Society of Antiquaries of Newcastle upon Tyne

The Society of Antiquaries of Newcastle upon Tyne, the oldest provincial antiquarian society in England, was founded in 1813.[1] It is a registered charity under English law.[2]

Society of Antiquaries of Newcastle upon Tyne
TypeLearned society
PurposeHistorical & Archaeological
Research & publications, lectures & events
Archaeology, Coins, Bagpipes, Manuscripts
D. Cutts
AffiliationsGreat North Museum

It has had a long-standing interest in the archaeology of the north-east of England, particularly of Hadrian's Wall, but also covering prehistoric and medieval periods, as well as industrial archaeology. It has also maintained an interest in the traditional music of the north-east of England, and particularly the Northumbrian smallpipes.

The Society maintains several important collections. Its archaeological collection is held at the Great North Museum; its bagpipe collection, based on the collection assembled by William Cocks, is held at in Morpeth Chantry Bagpipe Museum; its collection of manuscripts is held at the Northumberland Record Office. Its journal is Archaeologia Aeliana,[3] first published in 1822, and now published annually.

Traditional music

In 1855, the Society set up an Ancient Melodies Committee, with the object of collecting and preserving the characteristic songs and pipe music of the county. Its members were William Kell, John Clerevaulx Fenwick, and Robert White, together with John Collingwood Bruce a Secretary of the Society, appointed ex officio. In 1857, the Committee delivered a preliminary report to the Duke of Northumberland, with the pipers William Green and James Reid both providing musical illustrations. However, they were reluctant to publish at this stage, considering that the question of distinguishing Northumbrian tunes from Scottish or southern English ones deserved more work.

In the same year Thomas Doubleday wrote an open letter to the Duke,[4] criticising the slow progress of the Committee's work. He also made some observations on the characteristics of the unkeyed Northumbrian smallpipes, with its distinctive closed fingering, which gives the instrument a brilliant staccato sound; he also lamented the tendency of some players to attempt inappropriate music, such as waltzes, on the newer keyed instrument.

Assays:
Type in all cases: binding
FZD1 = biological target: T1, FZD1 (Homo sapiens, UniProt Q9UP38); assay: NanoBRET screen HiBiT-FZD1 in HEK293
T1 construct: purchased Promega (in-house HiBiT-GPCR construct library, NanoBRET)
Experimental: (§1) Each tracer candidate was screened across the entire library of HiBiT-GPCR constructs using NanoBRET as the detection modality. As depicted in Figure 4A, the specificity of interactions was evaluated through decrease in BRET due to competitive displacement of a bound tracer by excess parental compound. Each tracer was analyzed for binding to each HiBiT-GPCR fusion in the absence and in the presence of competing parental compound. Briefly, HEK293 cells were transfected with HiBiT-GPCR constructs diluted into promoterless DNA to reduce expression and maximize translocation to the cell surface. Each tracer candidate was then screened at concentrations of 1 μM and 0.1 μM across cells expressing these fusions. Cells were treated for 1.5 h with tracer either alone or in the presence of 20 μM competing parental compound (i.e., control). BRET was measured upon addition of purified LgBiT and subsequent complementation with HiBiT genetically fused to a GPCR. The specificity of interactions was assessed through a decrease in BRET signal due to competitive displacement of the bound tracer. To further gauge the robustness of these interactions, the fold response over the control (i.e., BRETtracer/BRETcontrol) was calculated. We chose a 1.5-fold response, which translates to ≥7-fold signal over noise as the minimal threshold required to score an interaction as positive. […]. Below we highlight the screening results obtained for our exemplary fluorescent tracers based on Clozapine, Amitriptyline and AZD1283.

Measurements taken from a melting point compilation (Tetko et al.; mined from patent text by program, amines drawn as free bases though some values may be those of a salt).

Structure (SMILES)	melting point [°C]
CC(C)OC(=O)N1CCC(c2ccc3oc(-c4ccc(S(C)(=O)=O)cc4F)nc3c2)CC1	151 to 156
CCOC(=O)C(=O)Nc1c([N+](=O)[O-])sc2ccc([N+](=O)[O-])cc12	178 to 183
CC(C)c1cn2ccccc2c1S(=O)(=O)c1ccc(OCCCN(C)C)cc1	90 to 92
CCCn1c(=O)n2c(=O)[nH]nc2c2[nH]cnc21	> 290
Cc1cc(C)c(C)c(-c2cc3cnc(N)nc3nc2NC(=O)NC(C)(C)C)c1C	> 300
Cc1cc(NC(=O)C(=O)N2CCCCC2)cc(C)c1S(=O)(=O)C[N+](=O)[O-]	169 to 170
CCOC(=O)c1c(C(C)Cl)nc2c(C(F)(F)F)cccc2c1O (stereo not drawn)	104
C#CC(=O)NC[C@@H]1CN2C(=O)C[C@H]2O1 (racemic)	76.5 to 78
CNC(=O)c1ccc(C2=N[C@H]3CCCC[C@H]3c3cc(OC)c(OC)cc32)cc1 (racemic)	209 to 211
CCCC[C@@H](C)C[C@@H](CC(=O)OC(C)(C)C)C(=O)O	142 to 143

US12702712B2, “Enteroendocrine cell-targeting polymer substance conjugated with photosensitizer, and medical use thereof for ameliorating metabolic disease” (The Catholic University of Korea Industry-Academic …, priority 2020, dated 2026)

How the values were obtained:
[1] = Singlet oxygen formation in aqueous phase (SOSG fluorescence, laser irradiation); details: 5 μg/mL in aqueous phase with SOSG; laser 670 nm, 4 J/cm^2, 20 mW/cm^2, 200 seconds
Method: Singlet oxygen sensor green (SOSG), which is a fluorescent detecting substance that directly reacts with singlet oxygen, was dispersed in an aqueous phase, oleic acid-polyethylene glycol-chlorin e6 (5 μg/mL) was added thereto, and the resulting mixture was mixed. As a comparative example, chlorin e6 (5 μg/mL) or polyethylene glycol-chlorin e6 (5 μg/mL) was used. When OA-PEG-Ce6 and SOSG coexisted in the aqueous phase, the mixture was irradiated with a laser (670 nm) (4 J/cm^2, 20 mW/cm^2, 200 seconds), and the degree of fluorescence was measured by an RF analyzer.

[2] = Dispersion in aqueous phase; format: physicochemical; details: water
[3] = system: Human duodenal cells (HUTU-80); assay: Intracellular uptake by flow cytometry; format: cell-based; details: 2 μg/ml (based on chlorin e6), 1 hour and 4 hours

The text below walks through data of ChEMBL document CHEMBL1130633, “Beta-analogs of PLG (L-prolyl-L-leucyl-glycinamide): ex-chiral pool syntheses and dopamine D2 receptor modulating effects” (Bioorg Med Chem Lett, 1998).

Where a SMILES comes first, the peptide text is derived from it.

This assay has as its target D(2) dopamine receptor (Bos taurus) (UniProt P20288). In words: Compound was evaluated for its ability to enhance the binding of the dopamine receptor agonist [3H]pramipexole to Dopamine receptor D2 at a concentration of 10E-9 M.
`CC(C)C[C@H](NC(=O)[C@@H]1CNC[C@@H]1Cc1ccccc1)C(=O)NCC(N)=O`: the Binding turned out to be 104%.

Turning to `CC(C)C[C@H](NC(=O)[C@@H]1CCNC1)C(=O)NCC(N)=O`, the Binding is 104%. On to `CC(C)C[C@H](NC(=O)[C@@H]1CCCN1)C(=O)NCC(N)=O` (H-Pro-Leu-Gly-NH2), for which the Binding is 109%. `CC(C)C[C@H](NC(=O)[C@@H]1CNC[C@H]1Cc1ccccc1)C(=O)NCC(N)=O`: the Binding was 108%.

The Committee's work seems to have stalled after the deaths of White and Kell, and Fenwick's move to London, but the Society published the Northumbrian Minstrelsy in 1882, edited by Rev. John Collingwood Bruce and John Stokoe. This played a significant role in supporting the traditional instrumental music and song of the north-east of England.[5] However, many of the smallpipe tunes they published were drastically simplified, in particular dropping the variations found in the collection of John Peacock, which they had used as a source. They also used very few of the tunes in the William Vickers manuscript, which was in their possession. Though primarily a fiddler's tunebook, it does contain many local pipe tunes. They also ignored the playing of contemporary traditional pipers such as Old Tom Clough and Thomas Todd. Despite these shortcomings, the book was very significant in the revival of wider interest in the smallpipes and its music.

See also


  1. "The Society's History". Society of Antiquaries of Newcastle upon Tyne. 2013. Retrieved 2015-02-04.
  2. Charity Commission. THE SOCIETY OF ANTIQUARIES OF NEWCASTLE UPON TYNE, registered charity no. 230888.
  3. ISSN 0261-3417
  4. Ancient Northumbrian Music
  5. Northumbrian Minstrelsy, reprint, with foreword by A.L. Lloyd, Hatboro, Pennsylvania, 1965.
This article is issued from Wikipedia. The text is licensed under Creative Commons - Attribution - Sharealike. Additional terms may apply for the media files.